Is there a non-decreasing sequence $(a_n)$ such that $\sum 1/a_n=\infty$ and $\sum1/(n+a_n)<\infty$?

This question is motivated by this one. In the accepted answer, two positive non-decreasing sequences $(a_n)$ and $(b_n)$ are given such that
\sum_{n=1}^\infty\frac{1}{a_n}=\sum_{n=1}^\infty\frac{1}{b_n}=\infty,\quad\text{but}\quad \sum_{n=1}^\infty\frac{1}{a_n+b_n}<\infty.
Now take $b_n=n$.

Is there a positive non-decreasing sequence $(a_n)$ such that
\sum_{n=1}^\infty\frac{1}{a_n}=\infty,\quad\text{but}\quad \sum_{n=1}^\infty\frac{1}{n+a_n}<\infty\,?

Some remarks:

  1. If $a,b>0$, then $\max(a,b)\le a+b\le2\max(a,b)$. Thus
    \sum_{n=1}^\infty\frac{1}{n+a_n}<\infty\quad\text{is equivalent to}\quad\sum_{n=1}^\infty\frac{1}{\max(n,a_n)}<\infty
  2. If we eliminate the condition that $(a_n)$ be non-decreasing, it is easy to find an example, like $a_n=n^2$ if $n$ is not a squere, $a_n=\sqrt{n}$ is $n$ is a square.
  3. If such a sequence existes, it must satisfy

Solutions Collecting From Web of "Is there a non-decreasing sequence $(a_n)$ such that $\sum 1/a_n=\infty$ and $\sum1/(n+a_n)<\infty$?"

We use Abel’s (or Pringsheim’s) theorem:

If $b_n$ is decreasing and positive, and if $\sum b_n$ converges, then $\lim\limits_{n\rightarrow\infty} nb_n=0$.

if $\sum {1\over n+a_n}$ converged, we would have the string of implications:
$${n\over n+a_n}\rightarrow 0\quad \Rightarrow \quad{a_n\over n} \rightarrow\infty
\quad\Rightarrow\quad {n\over a_n}\rightarrow0\quad\Rightarrow \quad\sup{n\over a_n}<\infty.$$

A self contained and elementary proof. (See below the cut for the “explanation” invoking Abel’s theorem.)

As noted by the OP, it suffice to consider the series $\sum \max(a_j,j)^{-1}$. Let $(n_k)$ and $(m_k)$ be two sequences of increasing positive integers satisfying

$$ 0 < \cdots < n_k < m_k < n_{k+1} < m_{k+1} < \cdots $$

such that when $n_k \leq j < m_k$ we have $a_j \geq j$ and $m_k \leq j < n_{k+1}$ we have $j > a_j$.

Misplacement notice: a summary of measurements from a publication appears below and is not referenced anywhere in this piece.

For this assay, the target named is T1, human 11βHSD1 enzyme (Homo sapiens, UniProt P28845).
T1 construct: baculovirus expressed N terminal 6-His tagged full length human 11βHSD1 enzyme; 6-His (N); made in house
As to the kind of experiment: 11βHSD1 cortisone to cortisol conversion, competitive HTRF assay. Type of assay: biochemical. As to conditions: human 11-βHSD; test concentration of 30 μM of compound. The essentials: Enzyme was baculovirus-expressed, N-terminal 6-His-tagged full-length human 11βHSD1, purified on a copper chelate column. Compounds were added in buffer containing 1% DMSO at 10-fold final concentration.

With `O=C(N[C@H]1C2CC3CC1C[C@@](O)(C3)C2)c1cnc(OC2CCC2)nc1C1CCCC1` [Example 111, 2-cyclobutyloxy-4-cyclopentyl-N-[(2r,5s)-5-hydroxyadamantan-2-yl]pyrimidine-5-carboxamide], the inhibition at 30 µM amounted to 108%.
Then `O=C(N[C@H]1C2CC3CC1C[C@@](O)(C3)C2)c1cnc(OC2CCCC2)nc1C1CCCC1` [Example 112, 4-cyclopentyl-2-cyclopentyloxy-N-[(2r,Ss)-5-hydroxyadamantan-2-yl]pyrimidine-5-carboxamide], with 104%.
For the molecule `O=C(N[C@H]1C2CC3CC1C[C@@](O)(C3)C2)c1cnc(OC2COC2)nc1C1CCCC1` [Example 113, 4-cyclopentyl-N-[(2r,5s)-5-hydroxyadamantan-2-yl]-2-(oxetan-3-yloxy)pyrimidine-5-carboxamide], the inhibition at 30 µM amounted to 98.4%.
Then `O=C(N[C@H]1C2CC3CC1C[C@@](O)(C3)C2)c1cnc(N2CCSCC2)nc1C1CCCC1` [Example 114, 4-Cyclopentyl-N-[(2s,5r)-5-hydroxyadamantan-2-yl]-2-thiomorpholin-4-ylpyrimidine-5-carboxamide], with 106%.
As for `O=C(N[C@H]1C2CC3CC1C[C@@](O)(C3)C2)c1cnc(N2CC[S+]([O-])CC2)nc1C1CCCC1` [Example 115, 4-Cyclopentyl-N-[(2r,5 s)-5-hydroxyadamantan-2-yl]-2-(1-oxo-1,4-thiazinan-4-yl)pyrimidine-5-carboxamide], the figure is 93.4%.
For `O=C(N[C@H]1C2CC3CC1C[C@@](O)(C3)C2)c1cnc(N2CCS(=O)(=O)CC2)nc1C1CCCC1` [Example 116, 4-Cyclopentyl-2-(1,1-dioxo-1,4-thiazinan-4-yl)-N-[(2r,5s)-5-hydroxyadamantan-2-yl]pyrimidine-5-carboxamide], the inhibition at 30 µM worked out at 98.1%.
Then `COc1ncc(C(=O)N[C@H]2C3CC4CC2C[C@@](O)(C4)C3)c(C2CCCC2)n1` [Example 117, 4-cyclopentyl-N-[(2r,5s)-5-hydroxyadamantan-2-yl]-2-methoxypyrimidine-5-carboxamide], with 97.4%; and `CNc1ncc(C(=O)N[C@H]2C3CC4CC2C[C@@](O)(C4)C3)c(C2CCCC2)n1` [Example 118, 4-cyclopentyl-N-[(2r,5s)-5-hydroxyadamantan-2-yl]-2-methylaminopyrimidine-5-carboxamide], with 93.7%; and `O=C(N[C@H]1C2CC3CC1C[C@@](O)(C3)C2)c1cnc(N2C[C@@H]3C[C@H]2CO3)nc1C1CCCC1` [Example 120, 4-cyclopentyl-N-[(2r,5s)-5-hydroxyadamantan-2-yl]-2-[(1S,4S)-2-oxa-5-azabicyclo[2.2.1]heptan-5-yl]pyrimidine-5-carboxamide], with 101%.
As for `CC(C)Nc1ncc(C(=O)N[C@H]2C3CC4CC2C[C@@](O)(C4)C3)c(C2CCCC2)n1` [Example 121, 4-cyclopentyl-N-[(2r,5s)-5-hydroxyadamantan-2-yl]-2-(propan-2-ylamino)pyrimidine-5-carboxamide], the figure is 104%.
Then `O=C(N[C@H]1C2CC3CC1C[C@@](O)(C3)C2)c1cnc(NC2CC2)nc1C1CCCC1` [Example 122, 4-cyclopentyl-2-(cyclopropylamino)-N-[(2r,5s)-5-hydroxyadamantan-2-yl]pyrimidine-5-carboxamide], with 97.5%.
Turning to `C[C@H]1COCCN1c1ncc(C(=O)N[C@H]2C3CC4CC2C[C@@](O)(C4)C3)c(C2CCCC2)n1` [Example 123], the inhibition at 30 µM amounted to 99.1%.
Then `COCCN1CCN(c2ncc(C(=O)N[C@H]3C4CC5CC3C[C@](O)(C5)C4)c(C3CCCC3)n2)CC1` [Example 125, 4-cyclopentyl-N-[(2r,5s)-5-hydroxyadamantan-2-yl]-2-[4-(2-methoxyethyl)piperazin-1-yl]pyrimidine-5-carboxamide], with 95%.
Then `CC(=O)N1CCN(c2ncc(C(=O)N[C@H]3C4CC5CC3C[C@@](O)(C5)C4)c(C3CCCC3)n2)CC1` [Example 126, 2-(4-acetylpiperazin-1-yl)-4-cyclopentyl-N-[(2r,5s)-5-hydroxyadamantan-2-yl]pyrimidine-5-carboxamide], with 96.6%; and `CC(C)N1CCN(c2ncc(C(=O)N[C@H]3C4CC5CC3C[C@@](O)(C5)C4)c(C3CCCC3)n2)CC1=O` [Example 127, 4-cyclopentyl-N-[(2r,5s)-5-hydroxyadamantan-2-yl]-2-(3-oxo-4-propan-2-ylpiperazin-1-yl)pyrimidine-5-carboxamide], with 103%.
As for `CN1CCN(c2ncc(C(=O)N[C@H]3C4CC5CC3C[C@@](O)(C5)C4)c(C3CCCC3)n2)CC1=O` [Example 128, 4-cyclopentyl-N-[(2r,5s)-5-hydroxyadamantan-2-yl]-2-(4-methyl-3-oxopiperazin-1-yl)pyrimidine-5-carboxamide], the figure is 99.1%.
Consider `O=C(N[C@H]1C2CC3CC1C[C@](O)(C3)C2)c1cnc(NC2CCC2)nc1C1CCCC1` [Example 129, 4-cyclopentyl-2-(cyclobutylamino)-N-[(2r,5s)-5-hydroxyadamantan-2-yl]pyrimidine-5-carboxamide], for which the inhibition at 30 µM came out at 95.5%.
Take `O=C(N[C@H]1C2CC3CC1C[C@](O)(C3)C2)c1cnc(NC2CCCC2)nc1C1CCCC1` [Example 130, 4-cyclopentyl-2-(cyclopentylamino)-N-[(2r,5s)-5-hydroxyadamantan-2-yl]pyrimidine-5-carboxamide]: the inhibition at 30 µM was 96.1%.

This implies that (using monotonicity of $a_j$)

$$ \sum_{j = 1}^\infty \frac{1}{\max(a_j,j)} = \sum_{k = 1}^{\infty} \left( \sum_{j = n_k}^{m_k-1} \frac{1}{a_j} + \sum_{j = m_k}^{n_{k+1} – 1} j^{-1}\right) \geq \sum_k (1-n_k/m_k) + \ln \frac{n_{k+1}}{m_k} $$

But observing that $\ln$ is concave, we have that

$$ \geq – \ln \frac{n_k}{m_k} + \ln \frac{n_{k+1}}{m_k} = \sum \ln n_{k+1} – \ln n_{k} $$

a telescoping sum. Using that $(n_k)$ is strictly increasing and integer valued, we get a contradiction.

Basically this is a modification on Abel’s theorem as in David Mitra’s answer. If $a_j$ and $j$ interchanges “leads” infinitely often, then $\limsup \frac{n}{n+a_n} \neq 0$, and hence $\frac{1}{n+a_n}$ cannot be convergent. Therefore for that series to converge, there exists some $M < \infty$ such that $a_l > l$ for all $l > M$. This implies than the $(a_l)^{-1}$ must also be a convergent series.

Let $S=\{n:n\leq a_n\}$. Then $\sum_{n=1}^\infty\frac{1}{\max(n,a_n)}=\sum_{n\in S}1/a_n+\sum_{n\in N-S}1/n$

In this question it is showed that if a subseries of a diverging sequence has indices dense in N then it diverges.
But if S is not dense in N, then N-S must be dense in N, hence one of the sums must diverge.

This also seems to imply a positive answer to the Slowing down divergence 2 question.